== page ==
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I recently came across these 2 videos on Coursera which show how to build a simple quantum computer that can implement the simplest case of the Deutsch-Jozsa algorithm (which uses only 2 qubits).

https://www.coursera.org/lecture/quantum-computing-algorithms/quantum-computer-prototype-diy-dCKRO

https://www.coursera.org/lecture/quantum-computing-algorithms/quantum-computer-prototype-solving-the-deutschs-problem-7EuD2

Since my only knowledge of quantum computing comes from this online textbook: https://qiskit.org/textbook/ch-states/introduction.html, which doesn't focus on the underlying physics), I was having trouble understanding the underlying physics used in those 2 videos.

I will try to explain the device's function in my own words. Please critique any incorrect statements I make.


enter image description here

2 qubits are encoded using a single photon.

Qubit 1's state is described by the path the photon is on and Qubit 2's state is described by the polarization of the photon.

Once the photon has passed from the laser past the 1st polarizing filter and beam splitter, it is equivalent to a Hadamard gate being applied to both Qubit 1 and Qubit 2.

After the photon passes through the waveplates, it is equivalent to the quantum oracle being applied to both Qubit 1 and Qubit 2.

Lastly, the photon passes through one final beam splitter, which is equivalent to a Hadamard gate being applied to both Qubit 1 and Qubit 2.

The difference in the interference pattern on the wall shows whether the quantum oracle was balanced or constant.


Am I interpreting this experiment correctly and can someone explain the physics underlying this system? I found the two videos to be very confusing, although very fascinating.

Thank you very much for your time and I apologize for the long question.

Cross posted on Physics.SE

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  • $\begingroup$ This has nothing to do with a quantum computer. $\endgroup$ – Norbert Schuch Jul 8 at 20:28
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You start with a polarisation filter. This does nothing to the path of your photon and, effectively, measures the polarisation of the photon, meaning that you prepare the "second" qubit in the fixed state determined by what polarisation the filter is detecting. So, at this point, you have $$ |0\rangle|-\rangle $$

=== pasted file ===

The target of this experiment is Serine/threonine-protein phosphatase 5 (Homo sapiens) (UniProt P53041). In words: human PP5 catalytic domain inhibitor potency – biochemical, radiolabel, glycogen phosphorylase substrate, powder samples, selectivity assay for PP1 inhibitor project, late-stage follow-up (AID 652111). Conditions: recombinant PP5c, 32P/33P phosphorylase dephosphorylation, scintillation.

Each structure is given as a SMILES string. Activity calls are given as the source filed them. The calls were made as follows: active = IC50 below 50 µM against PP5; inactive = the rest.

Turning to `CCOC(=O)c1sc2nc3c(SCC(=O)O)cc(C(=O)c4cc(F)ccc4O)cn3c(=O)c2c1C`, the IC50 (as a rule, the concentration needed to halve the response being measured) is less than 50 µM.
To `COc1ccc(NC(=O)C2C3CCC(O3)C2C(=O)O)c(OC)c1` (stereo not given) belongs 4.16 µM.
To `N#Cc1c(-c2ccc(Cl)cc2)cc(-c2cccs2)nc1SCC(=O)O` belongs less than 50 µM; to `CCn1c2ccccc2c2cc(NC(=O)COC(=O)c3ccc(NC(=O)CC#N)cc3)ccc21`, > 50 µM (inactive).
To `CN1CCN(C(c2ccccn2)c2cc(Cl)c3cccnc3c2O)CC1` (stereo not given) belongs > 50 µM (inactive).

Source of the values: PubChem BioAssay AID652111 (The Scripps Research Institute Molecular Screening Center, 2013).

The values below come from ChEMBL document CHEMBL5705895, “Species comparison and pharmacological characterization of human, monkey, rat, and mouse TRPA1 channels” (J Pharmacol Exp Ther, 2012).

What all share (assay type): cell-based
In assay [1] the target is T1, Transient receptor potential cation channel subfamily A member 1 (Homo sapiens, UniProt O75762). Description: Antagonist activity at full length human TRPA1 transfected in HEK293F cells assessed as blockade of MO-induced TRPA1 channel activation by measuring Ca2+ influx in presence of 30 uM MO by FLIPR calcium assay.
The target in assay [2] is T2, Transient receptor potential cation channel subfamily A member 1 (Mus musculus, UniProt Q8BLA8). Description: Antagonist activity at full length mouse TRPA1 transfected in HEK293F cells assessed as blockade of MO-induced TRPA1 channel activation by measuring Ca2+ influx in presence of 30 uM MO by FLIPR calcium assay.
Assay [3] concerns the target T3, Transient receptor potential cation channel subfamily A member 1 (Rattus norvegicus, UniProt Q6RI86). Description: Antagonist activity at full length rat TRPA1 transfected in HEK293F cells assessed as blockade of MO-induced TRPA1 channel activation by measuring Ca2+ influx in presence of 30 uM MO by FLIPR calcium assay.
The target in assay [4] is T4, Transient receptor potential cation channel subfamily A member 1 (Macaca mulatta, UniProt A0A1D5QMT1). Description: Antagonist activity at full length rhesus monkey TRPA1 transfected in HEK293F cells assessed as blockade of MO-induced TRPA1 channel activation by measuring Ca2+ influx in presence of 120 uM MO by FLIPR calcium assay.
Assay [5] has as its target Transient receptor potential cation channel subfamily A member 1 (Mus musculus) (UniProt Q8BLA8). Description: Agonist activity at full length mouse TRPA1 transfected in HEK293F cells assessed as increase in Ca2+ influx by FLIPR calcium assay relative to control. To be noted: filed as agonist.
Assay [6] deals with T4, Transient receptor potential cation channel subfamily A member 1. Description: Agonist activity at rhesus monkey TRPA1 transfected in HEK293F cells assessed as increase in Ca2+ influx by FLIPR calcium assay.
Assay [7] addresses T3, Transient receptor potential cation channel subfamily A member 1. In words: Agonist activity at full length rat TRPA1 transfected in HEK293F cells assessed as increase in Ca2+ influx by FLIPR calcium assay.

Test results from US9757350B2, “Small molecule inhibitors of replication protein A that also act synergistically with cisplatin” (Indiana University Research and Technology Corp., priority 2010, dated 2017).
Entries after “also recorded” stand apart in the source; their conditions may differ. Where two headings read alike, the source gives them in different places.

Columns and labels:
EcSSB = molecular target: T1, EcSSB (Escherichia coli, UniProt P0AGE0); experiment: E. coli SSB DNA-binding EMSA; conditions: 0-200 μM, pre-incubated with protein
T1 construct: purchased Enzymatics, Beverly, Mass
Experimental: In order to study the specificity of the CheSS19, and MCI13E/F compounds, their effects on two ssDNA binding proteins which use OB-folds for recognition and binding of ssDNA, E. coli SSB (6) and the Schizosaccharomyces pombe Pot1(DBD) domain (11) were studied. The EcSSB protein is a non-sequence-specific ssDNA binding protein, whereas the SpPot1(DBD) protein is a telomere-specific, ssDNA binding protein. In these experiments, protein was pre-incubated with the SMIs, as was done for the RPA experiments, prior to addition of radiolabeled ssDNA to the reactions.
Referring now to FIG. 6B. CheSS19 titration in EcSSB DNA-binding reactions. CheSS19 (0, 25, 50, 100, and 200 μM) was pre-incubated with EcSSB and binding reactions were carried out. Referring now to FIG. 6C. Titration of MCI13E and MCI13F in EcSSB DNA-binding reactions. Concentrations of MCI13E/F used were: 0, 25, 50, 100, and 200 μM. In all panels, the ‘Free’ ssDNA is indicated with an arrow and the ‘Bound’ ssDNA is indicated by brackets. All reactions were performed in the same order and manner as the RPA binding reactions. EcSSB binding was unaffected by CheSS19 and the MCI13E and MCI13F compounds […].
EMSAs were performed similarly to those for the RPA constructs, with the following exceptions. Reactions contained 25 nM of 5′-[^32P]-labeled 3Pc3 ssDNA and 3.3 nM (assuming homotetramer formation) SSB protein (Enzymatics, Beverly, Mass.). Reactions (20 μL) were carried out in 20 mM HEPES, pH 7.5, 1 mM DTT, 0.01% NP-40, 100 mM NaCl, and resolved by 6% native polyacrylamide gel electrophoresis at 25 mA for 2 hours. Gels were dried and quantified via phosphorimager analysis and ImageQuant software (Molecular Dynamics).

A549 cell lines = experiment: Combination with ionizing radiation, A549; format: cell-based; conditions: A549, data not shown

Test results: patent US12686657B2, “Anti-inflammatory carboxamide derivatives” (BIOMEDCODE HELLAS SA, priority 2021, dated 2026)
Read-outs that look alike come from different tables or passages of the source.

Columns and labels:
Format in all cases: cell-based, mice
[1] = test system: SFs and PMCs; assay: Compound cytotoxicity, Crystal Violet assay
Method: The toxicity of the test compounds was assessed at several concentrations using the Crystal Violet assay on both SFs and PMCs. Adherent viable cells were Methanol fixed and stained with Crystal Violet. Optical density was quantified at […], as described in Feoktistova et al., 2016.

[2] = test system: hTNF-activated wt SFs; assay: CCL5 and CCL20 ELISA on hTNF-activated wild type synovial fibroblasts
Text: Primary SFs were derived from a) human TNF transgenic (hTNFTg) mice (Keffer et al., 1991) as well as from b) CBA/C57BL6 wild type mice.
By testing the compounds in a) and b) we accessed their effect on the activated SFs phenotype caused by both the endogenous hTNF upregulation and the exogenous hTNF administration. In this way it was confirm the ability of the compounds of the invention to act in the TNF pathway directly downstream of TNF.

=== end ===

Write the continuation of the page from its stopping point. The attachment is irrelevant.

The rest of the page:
Then, you input to a beamsplitter. I would expect that you are using non-polarising, 50:50 beam splitters? In which case, these have no effect on the polarisation of the photon, only on the path. However, the matrix that describes their action is not Hadamard. Instead, it is a beamsplitter, action, $$ B=\frac{1}{\sqrt{2}}\left(\begin{array}{cc} 1 & i \\ i & 1 \end{array}\right) $$ The difference is important because it means you will get the opposite outcome in your experiment from what you would have expected with the Hadamard!

Your state at this point is $$ \frac{1}{\sqrt{2}}(|0\rangle+i|1\rangle)|-\rangle $$

It is possible to understand the physics of why it looks like this if you know a little bit of electromagnetism. Strictly, this is all derived from Maxwell's equations, but I won't go back that far (also, I'm a little rusty myself, so this may not be perfect). Imagine you have a beamsplitter at position $x=0$. You have an incident photon (travelling along $y=0$) that you might describe by $Ie^{i(kx-\omega t)}$. This will give you a transmitted component $Te^{i(kx-\omega t)}$ and a reflected one $Re^{i(ky+\omega t)}$ (note the different sin on the $\omega t$ component). By assumption, the beamsplitter is 50:50 meaning $|R|^2=|T|^2=|I|^2/2$. We require continuity on the first derivative of the wavefunction at the boundary ($x=y=0$). This gives $$ |I|^2=|T-R|^2. $$ Since we don't care about global phase, we can assume $T=I/\sqrt{2}$ is real. From this, you derive that $R=iI/\sqrt{2}$. The $T$ coefficient is top-left (and bottom-right) of the $B$ matrix, while $R$ is the two off-diagonal elements.

Now you go through the function evaluation. You talk about waveplates. Usually, to me, a waveplate means a think that adds a phase (or not) if the photon is travelling along a particular path. So, for example, if you had a waveplate on the "1" path but not the "0" path, this would be like applying the gate $$ \left(\begin{array}{cc} 1 & 0 \\ 0 & -1 \end{array}\right) $$ on the first qubit. Because it's not using polarisation, it's not doing anything to the second qubit. This will eventually create the net result that you want, but it's not doing Deutsch's algorithm. What you actually want is an optical element that flips the polarisiation $|H\rangle\leftrightarrow |V\rangle$ (or not). The net effect on the calculation is the same, but there is a slight conceptual difference.